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So anyway,
Because what the Net really needs is another person sharing his uninformed views
Theatre review: Twelfth Night 
15th-Jan-2009 11:25 pm
It's a Shakespeare-heavy start to the year, and first up we have Twelfth Night, the second of the Donmar Warehouse's season at Wyndham's. The big-name draw this time is Derek Jacobi as Malvolio, but there's plenty of familiar faces elsewhere in the production. Director Michael Grandage and designer Christopher Oram give us quite a fast-paced, pared-down Twelfth Night, with both the set and the action having a no frills quality. There's been many mentions that this is quite a light production, not really exploring the melancholy inherent in the play, and nowhere is this more obvious than in the scene of Malvolio in the dark room, which doesn't have the bleakness that I usually associate with it - if anything, Malvolio's torment ends not because Sir Toby regrets how far he's allowed things to go, but because he's got bored of the games.

If some of the play's nuances have been lost, it's a trade-off for a great deal of clarity in the storytelling, and a very funny production. It boasts some of the strongest performances I've seen in the play, starting of course with Jacobi's misguided, rather than malevolent, Malvolio. The real test is of course the scene of him reading "Olivia's" letter, and here the standout moment is how long it takes him to notice that "M" is his own initial, despite looking for clues hinting at his identity. His reading of this scene may eclipse Desmond Barritt's, which I remember very clearly from years ago, but which was a broader performance. Elsewhere Guy Henry was a particular favourite of vanessaw's as Sir Andrew, while Ron Cook makes for a sturdier-than usual Sir Toby Belch. Indira Varma (of Rome and Torchwood fame) is a fantastic Olivia, with brilliant and very subtle timing. Vanessa and I disagreed on Alex Waldmann's Sebastian: She wasn't too impressed (though she noted he looked "quite dishy" in a tight vest) whereas I thought he was by leaps and bounds the best Sebastian I've seen - it's a bit of a thankless role as he's not in it much, and when he is it's basically to act as Viola's double and cause confusion, but I thought Waldmann gave him a great deal of personality. You could just put this down to me being biased because I saw him flash his hairy bits in last year's Troilus and Cressida, but judging from the audience's reaction I wasn't alone - he got huge laughs with almost every line and gesture. The impressive performances elsewhere made up for Victoria Hamilton's lacklustre Viola, while Mark Bonnar's Orsino barely registers until the end.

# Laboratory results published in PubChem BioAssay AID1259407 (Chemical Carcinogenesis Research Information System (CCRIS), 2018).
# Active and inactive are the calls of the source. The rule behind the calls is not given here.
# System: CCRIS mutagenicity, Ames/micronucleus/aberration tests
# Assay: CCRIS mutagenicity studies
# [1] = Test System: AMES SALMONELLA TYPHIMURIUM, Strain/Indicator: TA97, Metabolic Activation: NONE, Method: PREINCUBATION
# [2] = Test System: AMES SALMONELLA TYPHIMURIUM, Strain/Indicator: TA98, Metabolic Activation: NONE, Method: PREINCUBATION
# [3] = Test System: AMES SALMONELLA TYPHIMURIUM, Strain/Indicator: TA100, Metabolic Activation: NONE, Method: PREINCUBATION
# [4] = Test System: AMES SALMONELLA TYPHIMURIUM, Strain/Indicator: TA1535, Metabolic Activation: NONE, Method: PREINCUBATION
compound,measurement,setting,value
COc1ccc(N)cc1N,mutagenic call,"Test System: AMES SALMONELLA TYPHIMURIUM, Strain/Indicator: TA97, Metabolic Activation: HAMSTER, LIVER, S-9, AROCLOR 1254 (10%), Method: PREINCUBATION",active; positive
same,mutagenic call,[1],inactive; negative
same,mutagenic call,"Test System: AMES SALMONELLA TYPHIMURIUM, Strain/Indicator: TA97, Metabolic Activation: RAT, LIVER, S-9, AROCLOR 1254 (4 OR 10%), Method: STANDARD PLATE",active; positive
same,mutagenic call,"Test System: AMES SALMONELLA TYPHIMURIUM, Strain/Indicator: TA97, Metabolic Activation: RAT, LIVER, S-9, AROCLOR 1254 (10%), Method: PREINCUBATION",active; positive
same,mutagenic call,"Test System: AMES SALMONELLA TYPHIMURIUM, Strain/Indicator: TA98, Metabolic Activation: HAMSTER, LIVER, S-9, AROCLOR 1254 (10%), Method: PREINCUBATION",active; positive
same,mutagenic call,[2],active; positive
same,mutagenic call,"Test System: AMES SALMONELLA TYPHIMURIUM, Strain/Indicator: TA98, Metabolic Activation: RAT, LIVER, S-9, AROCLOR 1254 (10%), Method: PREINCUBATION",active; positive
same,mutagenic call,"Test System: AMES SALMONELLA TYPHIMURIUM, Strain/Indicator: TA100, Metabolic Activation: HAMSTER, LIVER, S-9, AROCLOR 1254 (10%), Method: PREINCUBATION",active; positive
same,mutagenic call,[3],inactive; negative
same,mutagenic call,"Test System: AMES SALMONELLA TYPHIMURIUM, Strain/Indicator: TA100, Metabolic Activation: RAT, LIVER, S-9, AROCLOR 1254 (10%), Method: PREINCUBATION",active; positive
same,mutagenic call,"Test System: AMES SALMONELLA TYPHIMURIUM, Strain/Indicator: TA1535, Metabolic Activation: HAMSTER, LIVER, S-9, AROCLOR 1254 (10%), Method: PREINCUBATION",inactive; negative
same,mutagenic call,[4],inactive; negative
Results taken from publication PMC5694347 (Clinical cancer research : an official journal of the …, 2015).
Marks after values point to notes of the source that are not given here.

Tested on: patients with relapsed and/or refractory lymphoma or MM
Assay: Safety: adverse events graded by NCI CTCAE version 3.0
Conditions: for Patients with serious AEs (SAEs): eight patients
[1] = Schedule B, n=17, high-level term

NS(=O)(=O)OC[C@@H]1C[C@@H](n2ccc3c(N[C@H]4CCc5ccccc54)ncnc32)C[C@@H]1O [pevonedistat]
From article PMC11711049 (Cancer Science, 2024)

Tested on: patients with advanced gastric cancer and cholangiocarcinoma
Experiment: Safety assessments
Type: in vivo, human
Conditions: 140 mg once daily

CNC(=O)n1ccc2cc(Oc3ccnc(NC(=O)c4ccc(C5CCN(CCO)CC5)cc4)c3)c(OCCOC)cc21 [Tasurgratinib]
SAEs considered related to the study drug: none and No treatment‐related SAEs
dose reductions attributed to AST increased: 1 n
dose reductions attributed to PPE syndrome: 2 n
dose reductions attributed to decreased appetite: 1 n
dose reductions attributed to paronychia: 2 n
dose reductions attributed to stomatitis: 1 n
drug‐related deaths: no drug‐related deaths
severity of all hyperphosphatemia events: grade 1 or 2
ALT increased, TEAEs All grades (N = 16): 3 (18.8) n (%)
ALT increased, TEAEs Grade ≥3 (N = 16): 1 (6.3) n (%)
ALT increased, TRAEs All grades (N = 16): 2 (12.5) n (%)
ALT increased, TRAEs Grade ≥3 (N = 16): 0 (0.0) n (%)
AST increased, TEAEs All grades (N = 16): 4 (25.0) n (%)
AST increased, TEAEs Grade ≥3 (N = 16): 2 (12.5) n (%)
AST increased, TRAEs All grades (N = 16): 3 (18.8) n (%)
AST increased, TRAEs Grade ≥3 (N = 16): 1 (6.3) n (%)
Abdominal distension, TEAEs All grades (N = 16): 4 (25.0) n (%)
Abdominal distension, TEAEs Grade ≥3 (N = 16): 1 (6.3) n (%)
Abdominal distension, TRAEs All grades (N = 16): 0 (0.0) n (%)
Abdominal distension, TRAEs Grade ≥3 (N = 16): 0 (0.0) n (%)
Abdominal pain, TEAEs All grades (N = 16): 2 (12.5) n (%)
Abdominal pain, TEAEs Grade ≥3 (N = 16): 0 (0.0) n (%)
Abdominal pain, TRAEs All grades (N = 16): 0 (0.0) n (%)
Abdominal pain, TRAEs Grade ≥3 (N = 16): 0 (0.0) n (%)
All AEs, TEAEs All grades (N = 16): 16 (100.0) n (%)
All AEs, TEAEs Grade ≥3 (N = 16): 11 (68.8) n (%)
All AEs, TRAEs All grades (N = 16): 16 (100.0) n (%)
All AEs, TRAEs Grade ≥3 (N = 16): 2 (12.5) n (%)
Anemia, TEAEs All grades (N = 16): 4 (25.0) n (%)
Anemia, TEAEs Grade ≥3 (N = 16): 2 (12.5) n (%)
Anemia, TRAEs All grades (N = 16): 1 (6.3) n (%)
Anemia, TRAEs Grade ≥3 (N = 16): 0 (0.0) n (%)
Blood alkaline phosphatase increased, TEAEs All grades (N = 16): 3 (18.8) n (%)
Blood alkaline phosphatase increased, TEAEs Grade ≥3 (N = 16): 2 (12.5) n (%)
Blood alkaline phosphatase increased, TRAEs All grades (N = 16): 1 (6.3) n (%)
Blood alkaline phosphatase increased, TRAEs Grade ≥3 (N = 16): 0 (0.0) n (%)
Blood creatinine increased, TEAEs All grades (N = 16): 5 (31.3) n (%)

Overall this is a very funny, if strangely one-dimensional approach to one of Shakespeare's best-loved comedies. Twelfth Night by William Shakespeare is booking until the 7th of March at Wyndham's Theatre.
(Deleted comment)
16th-Jan-2009 01:24 pm (UTC)
I actually didn't like it at school, but then we were taught it by a teacher who hated it. Once I'd actually seen it onstage and studied it again at University, I appreciated it properly.

Edited at 2009-01-16 01:24 pm (UTC)
(Deleted comment)
16th-Jan-2009 02:13 pm (UTC)
are you maintaining a level of withdrawn modesty?

Well, maybe aloof modesty.
22nd-Jan-2009 01:24 pm (UTC) - Twelfth Night
I was intrigued by your review, and really enjoy your writing. I went last night and thought it a brilliant ensemble production, with excellent verse speaking all round. I particularly loved Victoria Hamilton, who has such superb timing and such an expressive face. Having never seen Alex Waldmann before, I was very impressed. The final recognition scene was beautifully directed, and very touching.

There were plenty of homoerotic moments too. The opening was a surprise when Mark Bonnar ran on with a clear semi under his pajamas. He seemed not to be wearing underpants, and his sizeable cock bounced away as he moved around. Alex looked very fetching when he ran on wet from his swim, and as he lay down feet first to the audience we were treated to quite a bulge. It would have been even more delightful had he taken off his shirt.(Stops for cold shower...)

Looking forward to reading more this year. All the best
22nd-Jan-2009 11:43 pm (UTC) - Re: Twelfth Night
Funnily enough as far as the homoeroticism went, I was surprised by how much they didn't look at that element of the Sebastian / Antonio relationship; the casting of Sebastian as a pretty boy and Antonio as a bit of a bear suggested they'd play that up, but at times I found it weird how much they underplayed how much Antonio's lines are those of an older boyfriend towards his younger lover.
23rd-Jan-2009 02:12 am (UTC) - Re: Twelfth Night
Which just goes to show how wonderful live theatre is - every performance is different, and we each have our own experiences!
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